Interview with Girls Who Choose God Author Bethany Brady Spalding

Girls Who Choose God: Stories of Courageous Women from the BibleA little over a year ago Deseret Book released Girls Who Choose God: Stories of Courageous Women from the Bible.  I reviewed it here.  Now, authors McArthur Krishna and Bethany Spalding have published a second book, Girls Who Choose God: Stories of Strong Women from the Book of Mormon.  I asked Bethany to tell us about the process of writing these books.


Tell us about where the idea for a book about women in scripture came from.

GIRLS WHO CHOOSE GOD: STORIES OF STRONG WOMEN FROM THE BOOK OF MORMONWhen my oldest daughter, Simone, was almost three years old, we were reading through a book of scripture stories together. At the end of the book, she looked up at me with puzzled eyes and said, “Mom, where are all of the stories about the girls?” Her question struck me.  I don’t think my mom had ever asked that question.  I didn’t think to ask that question until I was in my thirties.  But here, my daughter who was not yet three was already asking the gender question.  At such a young age she could already see that she wasn’t reflected in those stories.  She could already recognize the discrepancy.  It was then that I knew that Simone’s generation was different and that they would demand and deserve a new approach to teaching the gospel.  It couldn’t be boy-centric anymore.

Now I am not a writer, and I am not a scriptorian. But I am a mom, and I am a believer in change.  So when I couldn’t find an adequate book about women in the scriptures, I decided to write one.


How much time passed between that initial spark and publication?

The God Who Weeps: How Mormonism Makes Sense of LifeA very long time–almost five years.  It was a busy season of life…having babies, moving cross-continents, adapting to marriage…but through the years, I kept the hope alive that the book would eventually be born someday.  In 2011, my husband was offered a faculty position at the University of Richmond in Virginia and that was close to the last place on earth I wanted to live.  But despite my strong reservations, we knew it was the place for us—not just for Andy’s dreams but for mine too.  Moving to Richmond, we became fast friends with Terryl and Fiona Givens who had just published The God Who Weeps with Deseret Book.  When Fiona heard about my own book writing project, she urged me on and personally delivered the finally finished manuscript to Deseret Book’s CEO, Sheri Dew.  I don’t think the books would have come alive in any other way.  It was a little miracle–hinged on being in the right place at the right time with the right folks.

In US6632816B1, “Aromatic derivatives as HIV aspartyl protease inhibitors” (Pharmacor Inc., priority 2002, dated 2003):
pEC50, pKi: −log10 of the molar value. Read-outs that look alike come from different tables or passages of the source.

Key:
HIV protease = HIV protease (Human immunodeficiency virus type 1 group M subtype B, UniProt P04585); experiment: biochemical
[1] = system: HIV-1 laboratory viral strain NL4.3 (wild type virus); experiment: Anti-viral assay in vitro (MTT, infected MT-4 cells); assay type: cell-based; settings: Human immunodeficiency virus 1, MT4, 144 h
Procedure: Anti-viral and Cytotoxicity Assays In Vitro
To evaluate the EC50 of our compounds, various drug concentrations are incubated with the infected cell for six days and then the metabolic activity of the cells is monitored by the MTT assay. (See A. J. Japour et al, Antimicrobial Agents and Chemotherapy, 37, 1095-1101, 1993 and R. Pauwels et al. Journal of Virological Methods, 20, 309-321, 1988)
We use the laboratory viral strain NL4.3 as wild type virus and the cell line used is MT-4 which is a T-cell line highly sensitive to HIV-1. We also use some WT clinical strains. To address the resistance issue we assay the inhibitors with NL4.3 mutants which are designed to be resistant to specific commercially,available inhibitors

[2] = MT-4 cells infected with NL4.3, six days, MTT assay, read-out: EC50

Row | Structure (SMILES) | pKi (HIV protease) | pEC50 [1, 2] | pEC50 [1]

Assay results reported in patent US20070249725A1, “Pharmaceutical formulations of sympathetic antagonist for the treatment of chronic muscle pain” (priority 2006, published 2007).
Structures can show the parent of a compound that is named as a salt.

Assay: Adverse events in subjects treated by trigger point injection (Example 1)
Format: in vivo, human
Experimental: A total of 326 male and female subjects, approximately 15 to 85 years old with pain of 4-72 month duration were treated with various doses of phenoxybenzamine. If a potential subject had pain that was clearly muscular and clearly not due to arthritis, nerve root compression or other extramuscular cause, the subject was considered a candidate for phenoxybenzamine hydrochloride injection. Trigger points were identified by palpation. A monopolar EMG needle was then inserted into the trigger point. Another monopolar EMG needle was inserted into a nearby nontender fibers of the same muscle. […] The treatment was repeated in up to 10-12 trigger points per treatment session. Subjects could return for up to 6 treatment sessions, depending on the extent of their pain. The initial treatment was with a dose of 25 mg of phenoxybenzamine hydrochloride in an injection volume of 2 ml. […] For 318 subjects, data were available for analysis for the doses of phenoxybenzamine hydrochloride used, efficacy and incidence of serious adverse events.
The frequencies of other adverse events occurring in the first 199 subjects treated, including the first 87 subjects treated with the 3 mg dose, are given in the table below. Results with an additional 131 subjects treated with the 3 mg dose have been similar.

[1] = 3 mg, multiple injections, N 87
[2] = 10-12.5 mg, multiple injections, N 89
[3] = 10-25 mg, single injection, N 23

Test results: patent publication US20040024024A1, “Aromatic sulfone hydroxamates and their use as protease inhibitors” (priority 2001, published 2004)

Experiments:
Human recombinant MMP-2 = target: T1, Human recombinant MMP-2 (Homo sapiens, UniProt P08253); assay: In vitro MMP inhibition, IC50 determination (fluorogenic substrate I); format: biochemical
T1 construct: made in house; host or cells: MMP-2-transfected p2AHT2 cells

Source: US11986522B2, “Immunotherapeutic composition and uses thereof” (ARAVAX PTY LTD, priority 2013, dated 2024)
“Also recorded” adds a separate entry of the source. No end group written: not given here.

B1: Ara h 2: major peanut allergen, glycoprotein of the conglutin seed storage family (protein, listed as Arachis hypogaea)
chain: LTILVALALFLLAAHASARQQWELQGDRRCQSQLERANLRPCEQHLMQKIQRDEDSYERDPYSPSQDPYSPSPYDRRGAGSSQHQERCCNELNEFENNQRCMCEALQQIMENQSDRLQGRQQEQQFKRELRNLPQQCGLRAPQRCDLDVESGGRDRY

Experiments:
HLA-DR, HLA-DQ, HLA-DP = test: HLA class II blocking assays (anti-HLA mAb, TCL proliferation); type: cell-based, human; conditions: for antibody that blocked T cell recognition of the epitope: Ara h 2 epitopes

How did you meet your coauthor, McArthur Krishna?

McArthur and I had been neighbors in Washington DC, both of us working with young women in our inner-city wards.  It was there that we realized how crucial role models are for girls.  So many of our young women didn’t have positive role models in their lives—someone who looked like them, who they could relate to who had pursued an education, had healthy relationships, and was creating a meaningful life.  So many of the young women in our wards didn’t have a vision of what they could become.  I think this experience deeply shaped McArthur and I and showed us how crucial role models are for girls.

Our family had moved from DC to India, and we were living in Mumbai when Simone asked her simple but transformative question.  McArthur just happened to be traveling through India at that very time and her visit to our home made a book feel possible.  McArthur has story-telling in her DNA.  She also is a guru of social marketing—spreading ideas to make the world a better place. McArthur was and is an indispensable partner.


How was Kathleen Peterson chosen as the illustrator?

Cartoons can be fun in some settings, but in my mind, they don’t belong in the spiritual realm.  I’ve never liked the wacky way in which we so often portray our scripture heroes and heroines.  We wanted our book to be different—we wanted the depictions of these women to parallel their depth, their wisdom, their boldness.  So we went searching for an artist who was bold and rich and deep. A nd we found Kathy Peterson.  She is absolutely magnificent and has surprised and delighted us with her illustrations–a red-haired Eve holding a pomegranate, a fiery Nephi’s wife with lightening striking in the background, a daring prophetess Deborah embarking on a battle.  Kathy’s illustrations are filled with detail and symbolism and every single one of them is stunning.


Is it true her original paintings are now displayed in the Conference Center in Salt Lake City?